WhatIF Lab: Narrative Scenarios for Trusted Autonomous Systems


Soldier action with gun on hand holding to protect, survey around safety area in soldier mission with white smoke background.
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Trusted Autonomous Systems (TAS) is a Defence cooperative research centre with a focus on autonomous and robotic technology. In collaboration with the Australian Department of Defence and its stakeholders they have created the Method for Ethical AI in Defence, a framework to reduce the ethical risks incurred in the use of artificial intelligence (AI) in military contexts.

As a science fiction author, Joanne Anderton became involved in the project to create short, targeted narratives, which could be accessible to an audience made up of Defence and Defence industry personnel and through which they could test the framework, looking for potential stress points, risks, and triggers. While she had no history in Defence or specialized knowledge of AI, she was able to adapt her skills as a writer to generate the kind of creative futurist scenarios they required.

The Challenge

There are five key facets to the Method for Ethical AI in Defence: Responsibility (who is responsible for AI?), Governance (how is it controlled?), Trust (how can it be trusted?), Law (how can we use it lawfully?), and Traceability (how are its actions recorded?). Defence wanted to pinpoint these facets in narratives that covered the three domains of air, land, and sea.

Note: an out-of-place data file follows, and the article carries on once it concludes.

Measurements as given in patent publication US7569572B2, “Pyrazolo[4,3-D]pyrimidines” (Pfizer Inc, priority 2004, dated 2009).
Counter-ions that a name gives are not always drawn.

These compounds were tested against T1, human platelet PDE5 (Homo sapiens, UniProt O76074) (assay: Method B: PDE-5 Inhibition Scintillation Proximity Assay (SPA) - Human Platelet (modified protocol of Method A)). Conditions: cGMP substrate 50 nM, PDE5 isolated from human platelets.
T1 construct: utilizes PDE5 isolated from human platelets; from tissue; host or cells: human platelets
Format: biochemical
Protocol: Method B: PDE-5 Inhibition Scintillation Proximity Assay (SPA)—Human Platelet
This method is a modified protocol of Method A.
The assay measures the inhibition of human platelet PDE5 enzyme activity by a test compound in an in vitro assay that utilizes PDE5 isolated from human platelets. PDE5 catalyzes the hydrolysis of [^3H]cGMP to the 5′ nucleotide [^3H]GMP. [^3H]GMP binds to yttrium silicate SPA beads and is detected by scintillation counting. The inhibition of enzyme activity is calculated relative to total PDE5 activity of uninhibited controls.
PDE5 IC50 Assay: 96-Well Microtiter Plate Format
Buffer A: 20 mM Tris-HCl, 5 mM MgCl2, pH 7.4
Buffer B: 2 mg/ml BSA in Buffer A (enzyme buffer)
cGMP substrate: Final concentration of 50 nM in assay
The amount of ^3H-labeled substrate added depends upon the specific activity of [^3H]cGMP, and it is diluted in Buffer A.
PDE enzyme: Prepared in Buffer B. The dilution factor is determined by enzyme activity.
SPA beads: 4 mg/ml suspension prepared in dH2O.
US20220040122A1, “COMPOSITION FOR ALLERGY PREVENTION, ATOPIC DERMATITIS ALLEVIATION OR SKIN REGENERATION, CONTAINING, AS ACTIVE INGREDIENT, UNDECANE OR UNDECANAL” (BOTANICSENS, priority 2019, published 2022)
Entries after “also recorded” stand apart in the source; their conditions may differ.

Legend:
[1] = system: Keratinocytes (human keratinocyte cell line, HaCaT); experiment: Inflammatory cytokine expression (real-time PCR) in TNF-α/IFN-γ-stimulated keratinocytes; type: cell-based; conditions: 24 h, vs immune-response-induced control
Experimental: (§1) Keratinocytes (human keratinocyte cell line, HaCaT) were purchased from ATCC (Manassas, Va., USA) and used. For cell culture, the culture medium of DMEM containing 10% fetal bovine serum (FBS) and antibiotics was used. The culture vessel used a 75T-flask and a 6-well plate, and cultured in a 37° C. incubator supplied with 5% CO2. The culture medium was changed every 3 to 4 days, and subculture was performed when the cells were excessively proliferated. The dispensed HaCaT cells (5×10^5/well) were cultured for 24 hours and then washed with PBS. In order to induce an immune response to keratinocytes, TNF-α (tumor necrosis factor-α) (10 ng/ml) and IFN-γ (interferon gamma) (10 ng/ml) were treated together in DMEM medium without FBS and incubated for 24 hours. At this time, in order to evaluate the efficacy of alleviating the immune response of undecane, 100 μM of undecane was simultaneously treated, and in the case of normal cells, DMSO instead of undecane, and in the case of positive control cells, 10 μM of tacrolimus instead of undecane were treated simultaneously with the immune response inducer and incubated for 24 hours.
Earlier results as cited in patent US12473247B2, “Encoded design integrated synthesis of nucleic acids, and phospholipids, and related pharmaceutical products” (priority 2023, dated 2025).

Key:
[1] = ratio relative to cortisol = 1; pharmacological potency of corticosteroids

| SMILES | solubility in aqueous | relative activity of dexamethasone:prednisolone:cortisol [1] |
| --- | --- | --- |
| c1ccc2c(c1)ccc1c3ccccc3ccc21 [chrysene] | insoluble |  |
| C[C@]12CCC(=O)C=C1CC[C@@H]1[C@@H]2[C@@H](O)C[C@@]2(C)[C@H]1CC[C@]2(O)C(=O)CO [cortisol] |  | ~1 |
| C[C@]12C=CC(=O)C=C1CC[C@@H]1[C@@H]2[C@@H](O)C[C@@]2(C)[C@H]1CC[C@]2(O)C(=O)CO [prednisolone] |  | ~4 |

These narratives would be set five to ten years in the future, and Joanne was given detailed case study notes for each, including the technology she could utilize and the kind of situation where that technology might be deployed. These case studies were a kind of checklist, a set of boxes that had to be ticked in each scenario. At the same time, she had to make the narratives engaging for a general and a Defence-affiliated audience.

The Solution

Joanne found writing to a checklist in this way deeply strange. To overcome this, she mapped the case studies onto a simple narrative arc: a set up that established character, technology, and mission; an inciting incident and turn which highlighted the key ethical conundrums; and a resolution that emphasised the human impact. Using this arc she could reimagine each case study into a story, and generated three scenarios for each domain (air, land, and sea). These drafts were then sent to representatives of the different stakeholders, and once they had reviewed them, she met with them online and together they teased each scenario apart. Over multiple meetings and rewrites, they worked to refine the scenarios, and their resulting narratives, until all participants were all happy with the pieces in play.

The Impact

The Method for Ethical AI in Defence is a practical toolkit designed to aid in the development and use of artificial intelligence in a Defence context. Given the exponential growth of AI capabilities and the disruption it is already creating across society, frameworks like this are becoming increasingly important. The narrative scenarios Joanne created are only one of the tools in the kit, but one that prioritises humans and their interaction with technology, rather than defaulting to a focus on the technology itself.

Stories are a powerful way to connect with other humans and imagine possible futures. Storytelling is something many of us take for granted, but it is a complex skill that takes many years to master. By employing the techniques traditionally associated with science fiction writing, these narrative scenarios enable the users of the toolkit to empathise with the personnel who will, one day, be working closely with technology that is only now in its infancy.